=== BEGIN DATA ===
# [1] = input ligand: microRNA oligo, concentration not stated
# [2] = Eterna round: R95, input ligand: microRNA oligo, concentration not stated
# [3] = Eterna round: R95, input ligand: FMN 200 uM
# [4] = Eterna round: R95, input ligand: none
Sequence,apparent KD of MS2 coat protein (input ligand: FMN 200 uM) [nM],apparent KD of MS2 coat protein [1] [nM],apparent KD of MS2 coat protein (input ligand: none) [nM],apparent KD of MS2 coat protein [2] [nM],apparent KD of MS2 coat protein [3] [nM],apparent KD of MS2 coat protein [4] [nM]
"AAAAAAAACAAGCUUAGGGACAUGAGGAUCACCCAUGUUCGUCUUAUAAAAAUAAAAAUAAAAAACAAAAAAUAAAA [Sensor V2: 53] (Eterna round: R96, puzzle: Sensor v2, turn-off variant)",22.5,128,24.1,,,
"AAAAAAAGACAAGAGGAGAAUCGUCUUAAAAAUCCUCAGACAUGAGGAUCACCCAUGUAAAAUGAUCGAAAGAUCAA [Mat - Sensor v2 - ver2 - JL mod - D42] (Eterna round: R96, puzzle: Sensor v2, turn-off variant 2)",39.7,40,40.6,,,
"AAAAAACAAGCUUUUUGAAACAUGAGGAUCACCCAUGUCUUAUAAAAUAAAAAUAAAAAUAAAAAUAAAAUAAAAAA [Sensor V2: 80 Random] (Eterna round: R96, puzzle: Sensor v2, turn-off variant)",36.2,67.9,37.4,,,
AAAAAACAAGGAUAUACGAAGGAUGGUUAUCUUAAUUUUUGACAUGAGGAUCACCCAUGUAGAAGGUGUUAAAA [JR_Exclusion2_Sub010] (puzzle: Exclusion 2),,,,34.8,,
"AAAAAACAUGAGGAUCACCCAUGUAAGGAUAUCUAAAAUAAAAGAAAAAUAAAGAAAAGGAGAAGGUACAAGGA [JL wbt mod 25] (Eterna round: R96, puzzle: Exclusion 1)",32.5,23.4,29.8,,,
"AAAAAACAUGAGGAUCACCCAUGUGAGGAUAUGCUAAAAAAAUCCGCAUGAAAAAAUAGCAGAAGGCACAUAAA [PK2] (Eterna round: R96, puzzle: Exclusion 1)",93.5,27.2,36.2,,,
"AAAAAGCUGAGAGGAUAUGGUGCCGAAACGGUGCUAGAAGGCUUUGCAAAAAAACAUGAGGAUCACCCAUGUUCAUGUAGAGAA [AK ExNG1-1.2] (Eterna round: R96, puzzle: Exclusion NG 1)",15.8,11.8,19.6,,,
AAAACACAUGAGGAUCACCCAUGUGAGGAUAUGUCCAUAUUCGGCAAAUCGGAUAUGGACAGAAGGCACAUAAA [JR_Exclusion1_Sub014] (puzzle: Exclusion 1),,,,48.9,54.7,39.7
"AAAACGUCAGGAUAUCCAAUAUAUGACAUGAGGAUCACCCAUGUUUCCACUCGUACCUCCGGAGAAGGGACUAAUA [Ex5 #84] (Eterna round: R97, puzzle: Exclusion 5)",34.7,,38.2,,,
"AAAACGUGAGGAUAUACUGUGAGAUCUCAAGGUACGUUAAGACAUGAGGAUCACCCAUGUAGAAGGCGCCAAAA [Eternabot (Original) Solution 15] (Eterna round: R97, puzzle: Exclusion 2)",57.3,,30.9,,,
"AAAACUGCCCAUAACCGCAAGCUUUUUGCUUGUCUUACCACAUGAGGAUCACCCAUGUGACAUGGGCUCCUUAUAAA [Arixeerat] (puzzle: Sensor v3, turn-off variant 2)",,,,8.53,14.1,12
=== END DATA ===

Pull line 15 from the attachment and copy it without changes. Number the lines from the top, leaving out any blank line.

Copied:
"AAAACGUGAGGAUAUACUGUGAGAUCUCAAGGUACGUUAAGACAUGAGGAUCACCCAUGUAGAAGGCGCCAAAA [Eternabot (Original) Solution 15] (Eterna round: R97, puzzle: Exclusion 2)",57.3,,30.9,,,